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Gear Ties are part of my standard travel gear. They're light and easy to pack, cheap enough to lose or give away, and have so many applications. Apart from their obvious use as an alternative to rope, they can be shaped into a tablet stand and coiled into a cup holder. I've used them to retrieve stuff under the bed, whap a bug, or pick fruit beyond reach.

I've also used it as an emergency smartphone tripod, but it didn't do that very well. It did give me the idea for this simple Instructable. The only thing it needed to be an excellent mounting system for smartphones and action cameras was a very cheap mounting adapter.

If you take videos, time lapse photos or night shots, you will get much better pictures with a stable mounting system like this. Also, this system lets you take selfies anywhere selfie sticks aren't allowed as long as you can find something to attach it to. Mount this to an umbrella (cane, broomstick, unsuspecting stationary tourist), set the camera's timer, and you will get the same result as with one.

Step 1: Materials and Tools

Materials:

  • Nite Ize Gear Tie - the ones with 0.4-inch diameter and a length between 18 and 32 inches. They cost between C$5 to $8 a pair.
  • 1/4" camera bolt - 1/2" long, preferably partially threaded. They come in a pack and should cost less than C$1 each at ebay or Amazon.
  • An old plastic credit card, the thickest you can find.
  • A piece of rigid plastic around 1/8" thick, such as a disposable salad tongs.

Tools:

  • Tinsnips (for cutting the card)
  • A heat gun (or candle)
  • Drill and 15/64" (or 7/32") drill bit
  • Superglue, glue gun or any glue that will work on the plastic credit card
  • Something to cut the tongs with, like a hacksaw
  • A pen with diameter close to the Geartie

Or, if you don't want to make one out of a credit card, 3D-print one out. I've attached the .STL file for it.

Step 2: Prepare the Card.

Using the tinsnips, cut a 5/8" strip along the long side of the credit card.

Step 3: Make Loops.

If you are using a heat gun, prepare to shape the strip by covering half of the plastic strip with a wet rag.

Heat the other end of the plastic until it becomes flexible enough to shape. Curl it around the pen into a loop, then flatten about 1/8" at the end as shown in the picture. I formed this flattened end using the end of a wooden ruler. This flattened end will serve as a tab with which to open up the loop. Hold on to the desired shape for about a minute before letting go, then immerse in water to cool it down.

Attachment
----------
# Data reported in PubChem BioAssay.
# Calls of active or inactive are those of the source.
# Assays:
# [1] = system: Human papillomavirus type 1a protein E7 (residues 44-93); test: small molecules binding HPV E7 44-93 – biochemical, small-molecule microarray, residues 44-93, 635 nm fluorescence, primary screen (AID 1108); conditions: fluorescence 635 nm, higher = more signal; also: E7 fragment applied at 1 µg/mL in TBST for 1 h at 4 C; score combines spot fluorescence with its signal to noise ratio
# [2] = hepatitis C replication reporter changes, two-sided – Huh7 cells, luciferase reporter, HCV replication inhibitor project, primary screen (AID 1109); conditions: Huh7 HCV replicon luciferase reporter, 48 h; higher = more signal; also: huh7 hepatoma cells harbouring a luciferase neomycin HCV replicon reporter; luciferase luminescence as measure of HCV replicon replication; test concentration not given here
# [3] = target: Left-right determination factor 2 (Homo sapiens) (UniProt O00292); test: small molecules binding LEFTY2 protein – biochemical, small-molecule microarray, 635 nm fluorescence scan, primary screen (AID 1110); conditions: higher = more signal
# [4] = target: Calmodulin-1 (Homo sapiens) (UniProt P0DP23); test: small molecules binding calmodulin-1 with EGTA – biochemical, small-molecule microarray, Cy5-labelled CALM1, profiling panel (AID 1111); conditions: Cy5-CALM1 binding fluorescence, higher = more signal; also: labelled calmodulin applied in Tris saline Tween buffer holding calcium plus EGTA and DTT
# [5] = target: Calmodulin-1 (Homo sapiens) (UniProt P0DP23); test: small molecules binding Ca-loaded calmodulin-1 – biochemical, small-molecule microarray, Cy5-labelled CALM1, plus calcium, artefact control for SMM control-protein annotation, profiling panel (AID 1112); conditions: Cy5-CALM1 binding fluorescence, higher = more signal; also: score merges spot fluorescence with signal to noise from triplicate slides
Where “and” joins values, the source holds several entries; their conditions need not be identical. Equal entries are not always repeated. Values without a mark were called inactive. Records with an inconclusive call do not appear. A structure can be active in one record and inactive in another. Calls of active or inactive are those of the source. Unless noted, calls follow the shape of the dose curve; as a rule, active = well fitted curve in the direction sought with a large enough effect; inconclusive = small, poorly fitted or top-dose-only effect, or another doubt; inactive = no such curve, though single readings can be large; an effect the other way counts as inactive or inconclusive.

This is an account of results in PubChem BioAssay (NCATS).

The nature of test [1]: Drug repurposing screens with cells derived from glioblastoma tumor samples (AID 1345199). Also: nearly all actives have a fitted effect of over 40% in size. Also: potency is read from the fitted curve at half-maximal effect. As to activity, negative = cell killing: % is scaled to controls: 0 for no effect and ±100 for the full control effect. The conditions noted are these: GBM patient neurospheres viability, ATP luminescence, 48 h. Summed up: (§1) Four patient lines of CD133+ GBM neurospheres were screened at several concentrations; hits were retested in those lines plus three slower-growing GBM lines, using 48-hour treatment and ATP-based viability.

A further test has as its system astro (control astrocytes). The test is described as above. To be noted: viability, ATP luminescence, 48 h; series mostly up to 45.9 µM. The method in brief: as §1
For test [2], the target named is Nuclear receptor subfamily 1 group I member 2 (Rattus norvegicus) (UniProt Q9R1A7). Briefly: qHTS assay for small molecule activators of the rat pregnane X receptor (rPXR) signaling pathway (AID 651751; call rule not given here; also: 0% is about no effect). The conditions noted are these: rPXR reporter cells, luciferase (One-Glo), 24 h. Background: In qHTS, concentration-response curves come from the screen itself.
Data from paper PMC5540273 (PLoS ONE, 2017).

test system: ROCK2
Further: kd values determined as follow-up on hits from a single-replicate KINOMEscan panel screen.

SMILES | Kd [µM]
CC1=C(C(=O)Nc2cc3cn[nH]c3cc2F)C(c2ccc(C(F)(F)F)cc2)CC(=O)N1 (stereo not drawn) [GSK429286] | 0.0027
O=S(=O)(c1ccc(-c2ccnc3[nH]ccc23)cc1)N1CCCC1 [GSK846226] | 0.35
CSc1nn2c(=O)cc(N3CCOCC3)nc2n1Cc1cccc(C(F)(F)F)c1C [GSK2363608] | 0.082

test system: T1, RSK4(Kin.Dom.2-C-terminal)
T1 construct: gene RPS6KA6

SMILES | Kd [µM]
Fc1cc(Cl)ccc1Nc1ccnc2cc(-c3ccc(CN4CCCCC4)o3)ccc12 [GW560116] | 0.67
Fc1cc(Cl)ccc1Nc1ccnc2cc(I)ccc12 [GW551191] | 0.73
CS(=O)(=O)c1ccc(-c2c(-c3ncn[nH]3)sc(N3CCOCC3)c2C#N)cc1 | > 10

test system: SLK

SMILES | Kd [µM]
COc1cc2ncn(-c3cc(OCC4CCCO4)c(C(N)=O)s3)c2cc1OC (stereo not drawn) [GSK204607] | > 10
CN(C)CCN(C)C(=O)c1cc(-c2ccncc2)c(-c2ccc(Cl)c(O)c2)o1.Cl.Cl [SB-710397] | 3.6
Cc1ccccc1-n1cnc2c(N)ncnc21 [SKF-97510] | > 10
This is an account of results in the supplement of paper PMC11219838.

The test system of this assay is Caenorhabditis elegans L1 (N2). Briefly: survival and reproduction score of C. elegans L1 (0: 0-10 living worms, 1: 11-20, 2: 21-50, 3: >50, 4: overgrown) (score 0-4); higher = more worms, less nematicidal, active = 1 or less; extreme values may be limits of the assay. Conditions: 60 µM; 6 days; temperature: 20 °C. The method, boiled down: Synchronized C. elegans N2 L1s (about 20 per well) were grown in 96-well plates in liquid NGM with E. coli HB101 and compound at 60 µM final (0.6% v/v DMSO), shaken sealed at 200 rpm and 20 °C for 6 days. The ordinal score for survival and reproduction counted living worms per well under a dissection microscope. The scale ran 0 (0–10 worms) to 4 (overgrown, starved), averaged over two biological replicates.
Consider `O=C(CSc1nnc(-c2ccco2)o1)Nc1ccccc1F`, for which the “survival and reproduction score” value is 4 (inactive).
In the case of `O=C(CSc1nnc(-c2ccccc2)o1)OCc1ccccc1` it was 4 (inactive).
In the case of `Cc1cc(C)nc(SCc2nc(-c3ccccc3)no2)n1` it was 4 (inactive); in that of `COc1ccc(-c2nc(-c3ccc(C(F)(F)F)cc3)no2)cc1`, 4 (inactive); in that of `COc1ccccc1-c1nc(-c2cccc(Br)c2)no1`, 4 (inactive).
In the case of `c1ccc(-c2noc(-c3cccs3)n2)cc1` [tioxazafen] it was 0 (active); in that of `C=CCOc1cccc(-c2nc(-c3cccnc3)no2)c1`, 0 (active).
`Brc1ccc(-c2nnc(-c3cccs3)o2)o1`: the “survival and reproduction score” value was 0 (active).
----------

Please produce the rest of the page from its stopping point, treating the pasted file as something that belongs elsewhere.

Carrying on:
When done, do the other side. You should end up with about 3/4" between the loops, enough to fit the thumb bolt between them.

If you make a mistake, reheat the plastic and try again. After a couple of cycles of heating and reheating the plastic will become too deformed to use. Just start on a fresh strip.

Step 4: Make More Pieces.

Using the rest of the card, cut a strip that fits exactly between the flattened ends of the loops (top left in image). I needed this piece to fill the gap between the flattened tabs at the end of the coils. If you can shape the loops such that tabs meet exactly in the middle, you won't need this piece.

Cut another piece about 1-1/2" on one side and wide and enough to fit between the loops. Heat the sides to form a table-shaped piece that goes over the flat area on top of the adapter. This will serve to reinforce the adapter (bottom left in image).

From the disposable tongs (or similar plastic) cut a 5/8" piece, wide enough to fit exactly between the loops (bottom centre). This adds thickness to the adapter and will serve to lock the loops closed when the adapter is attached to the camera.

You might notice that I already drilled the holes. You can do that later.

Step 5: Assemble

Glue the filler piece to the bottom and reinforcement on top. Be careful NOT to glue the flattened ends of the loops. You'll need to be able to open the loops to put on the Gear Tie.

Step 6: Drill the Hole

Drill a hole through the center of the pieces for the thumb bolt. The hole should be slightly smaller than 1/4", big enough for the unthreaded part of the bolt to remain loose, but just tight enough so that the bolt can remain on the adapter even when it's not attached to the camera. You should still be able to thread the 1/4" bolt though a smaller hole on each piece.

Bend the Gear Tie into a narrow U, then open the loops to let the Geartie through. Place the adapter near the middle of the legs, bend the Gear Tie, and you have yourself a working tripod. Think of it as a poor man's GorillaPod.

Step 7: Take Pictures

Mount the camera to the adapter and enjoy!

Notes:

To use a smartphone with the device, you need a smartphone holder. You can buy one at the dollar store with or without a selfie stick. If it comes with the selfie stick and you don't plan to use it, you can take the 1/4" thumb bolt from the end of the selfie stick. You just have to remove the rubber pad around the bolt that connects to the holder and unscrew the housing to free the bolt.

Do not buy the kind of selfie stick with the integrated, non-removable smartphone holder unless you want to do additional tinkering.

Warning:

Obviously you should exercise care and common sense when using the device. It will work well for a smartphone or action camera, but this is probably not strong enough to hold a professional camera. Also, if you can't securely mount your camera or if the setup is like to get hit by something, rethink your setup.

<p>nice</p>
<p>Excellent work! I especially appreciate that you did the step-by-step process with &quot;found&quot; materials, but also included a 3D-printed version. Well done.</p>
<p>Thank you!</p>

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